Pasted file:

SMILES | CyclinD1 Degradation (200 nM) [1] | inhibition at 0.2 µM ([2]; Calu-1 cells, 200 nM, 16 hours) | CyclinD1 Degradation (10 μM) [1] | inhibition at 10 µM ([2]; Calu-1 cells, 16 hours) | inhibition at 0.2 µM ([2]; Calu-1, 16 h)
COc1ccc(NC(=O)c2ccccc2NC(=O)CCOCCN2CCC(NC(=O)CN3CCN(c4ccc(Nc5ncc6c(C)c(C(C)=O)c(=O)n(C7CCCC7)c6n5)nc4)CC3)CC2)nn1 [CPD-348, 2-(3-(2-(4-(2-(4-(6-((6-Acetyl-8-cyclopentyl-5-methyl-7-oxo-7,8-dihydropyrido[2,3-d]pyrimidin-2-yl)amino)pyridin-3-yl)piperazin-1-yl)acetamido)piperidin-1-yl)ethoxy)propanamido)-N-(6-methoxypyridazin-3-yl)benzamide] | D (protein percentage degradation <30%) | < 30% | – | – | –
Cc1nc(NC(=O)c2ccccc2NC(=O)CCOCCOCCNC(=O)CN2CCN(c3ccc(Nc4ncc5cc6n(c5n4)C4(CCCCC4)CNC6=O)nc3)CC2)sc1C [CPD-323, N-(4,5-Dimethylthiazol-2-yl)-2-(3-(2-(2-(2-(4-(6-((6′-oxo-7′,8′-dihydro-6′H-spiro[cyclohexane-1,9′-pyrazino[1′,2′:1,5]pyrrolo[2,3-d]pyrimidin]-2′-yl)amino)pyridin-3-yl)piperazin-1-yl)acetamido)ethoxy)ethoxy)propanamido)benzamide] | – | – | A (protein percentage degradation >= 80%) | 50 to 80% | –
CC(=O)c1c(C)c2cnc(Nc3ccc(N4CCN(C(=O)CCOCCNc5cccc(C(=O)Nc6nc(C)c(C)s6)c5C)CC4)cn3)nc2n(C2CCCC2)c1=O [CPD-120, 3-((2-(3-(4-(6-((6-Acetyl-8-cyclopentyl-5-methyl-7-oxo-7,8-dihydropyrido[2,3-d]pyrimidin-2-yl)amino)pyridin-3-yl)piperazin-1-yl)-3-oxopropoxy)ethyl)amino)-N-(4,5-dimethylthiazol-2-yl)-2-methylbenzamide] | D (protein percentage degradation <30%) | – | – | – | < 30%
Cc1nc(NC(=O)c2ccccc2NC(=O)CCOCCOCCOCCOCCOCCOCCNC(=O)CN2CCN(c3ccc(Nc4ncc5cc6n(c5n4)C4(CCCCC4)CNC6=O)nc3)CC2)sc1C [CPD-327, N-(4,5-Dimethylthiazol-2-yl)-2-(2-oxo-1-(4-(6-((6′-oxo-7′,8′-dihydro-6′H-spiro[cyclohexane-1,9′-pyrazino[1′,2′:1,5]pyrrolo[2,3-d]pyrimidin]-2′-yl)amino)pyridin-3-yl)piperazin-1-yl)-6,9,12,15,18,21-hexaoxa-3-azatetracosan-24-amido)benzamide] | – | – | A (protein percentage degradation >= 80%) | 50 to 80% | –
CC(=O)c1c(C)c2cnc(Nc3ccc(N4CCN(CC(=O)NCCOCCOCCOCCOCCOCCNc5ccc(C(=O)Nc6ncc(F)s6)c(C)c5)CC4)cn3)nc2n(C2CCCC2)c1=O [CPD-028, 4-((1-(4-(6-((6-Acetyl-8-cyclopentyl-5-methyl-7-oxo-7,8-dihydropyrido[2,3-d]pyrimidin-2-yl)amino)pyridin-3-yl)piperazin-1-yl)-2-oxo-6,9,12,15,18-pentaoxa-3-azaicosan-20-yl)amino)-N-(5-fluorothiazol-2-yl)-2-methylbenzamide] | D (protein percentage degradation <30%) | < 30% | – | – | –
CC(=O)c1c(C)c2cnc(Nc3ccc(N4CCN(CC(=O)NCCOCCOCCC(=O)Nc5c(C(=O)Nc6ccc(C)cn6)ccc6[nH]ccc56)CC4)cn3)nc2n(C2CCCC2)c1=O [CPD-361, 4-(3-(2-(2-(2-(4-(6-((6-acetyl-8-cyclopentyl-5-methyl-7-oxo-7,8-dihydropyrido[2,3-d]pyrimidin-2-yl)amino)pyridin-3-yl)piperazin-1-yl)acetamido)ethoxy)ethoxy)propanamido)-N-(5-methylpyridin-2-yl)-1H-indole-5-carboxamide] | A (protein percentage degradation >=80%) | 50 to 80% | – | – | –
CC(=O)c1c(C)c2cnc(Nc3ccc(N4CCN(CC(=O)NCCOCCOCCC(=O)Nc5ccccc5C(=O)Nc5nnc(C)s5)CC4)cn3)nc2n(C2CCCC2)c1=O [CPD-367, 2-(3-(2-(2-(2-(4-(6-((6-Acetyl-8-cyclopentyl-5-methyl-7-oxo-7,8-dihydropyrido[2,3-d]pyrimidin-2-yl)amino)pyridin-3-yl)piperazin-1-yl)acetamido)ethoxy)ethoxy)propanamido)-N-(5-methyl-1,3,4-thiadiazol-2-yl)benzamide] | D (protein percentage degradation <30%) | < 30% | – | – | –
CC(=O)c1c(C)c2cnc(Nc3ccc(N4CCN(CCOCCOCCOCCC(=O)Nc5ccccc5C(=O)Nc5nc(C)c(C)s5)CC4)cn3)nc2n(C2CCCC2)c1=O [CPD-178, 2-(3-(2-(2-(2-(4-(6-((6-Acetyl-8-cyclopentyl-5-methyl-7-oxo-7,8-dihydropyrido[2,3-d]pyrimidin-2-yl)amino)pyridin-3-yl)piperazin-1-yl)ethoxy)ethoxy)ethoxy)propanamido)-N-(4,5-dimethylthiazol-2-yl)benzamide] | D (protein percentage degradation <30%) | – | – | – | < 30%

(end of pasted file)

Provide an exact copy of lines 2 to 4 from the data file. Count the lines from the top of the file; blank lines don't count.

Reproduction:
COc1ccc(NC(=O)c2ccccc2NC(=O)CCOCCN2CCC(NC(=O)CN3CCN(c4ccc(Nc5ncc6c(C)c(C(C)=O)c(=O)n(C7CCCC7)c6n5)nc4)CC3)CC2)nn1 [CPD-348, 2-(3-(2-(4-(2-(4-(6-((6-Acetyl-8-cyclopentyl-5-methyl-7-oxo-7,8-dihydropyrido[2,3-d]pyrimidin-2-yl)amino)pyridin-3-yl)piperazin-1-yl)acetamido)piperidin-1-yl)ethoxy)propanamido)-N-(6-methoxypyridazin-3-yl)benzamide] | D (protein percentage degradation <30%) | < 30% | – | – | –
Cc1nc(NC(=O)c2ccccc2NC(=O)CCOCCOCCNC(=O)CN2CCN(c3ccc(Nc4ncc5cc6n(c5n4)C4(CCCCC4)CNC6=O)nc3)CC2)sc1C [CPD-323, N-(4,5-Dimethylthiazol-2-yl)-2-(3-(2-(2-(2-(4-(6-((6′-oxo-7′,8′-dihydro-6′H-spiro[cyclohexane-1,9′-pyrazino[1′,2′:1,5]pyrrolo[2,3-d]pyrimidin]-2′-yl)amino)pyridin-3-yl)piperazin-1-yl)acetamido)ethoxy)ethoxy)propanamido)benzamide] | – | – | A (protein percentage degradation >= 80%) | 50 to 80% | –
CC(=O)c1c(C)c2cnc(Nc3ccc(N4CCN(C(=O)CCOCCNc5cccc(C(=O)Nc6nc(C)c(C)s6)c5C)CC4)cn3)nc2n(C2CCCC2)c1=O [CPD-120, 3-((2-(3-(4-(6-((6-Acetyl-8-cyclopentyl-5-methyl-7-oxo-7,8-dihydropyrido[2,3-d]pyrimidin-2-yl)amino)pyridin-3-yl)piperazin-1-yl)-3-oxopropoxy)ethyl)amino)-N-(4,5-dimethylthiazol-2-yl)-2-methylbenzamide] | D (protein percentage degradation <30%) | – | – | – | < 30%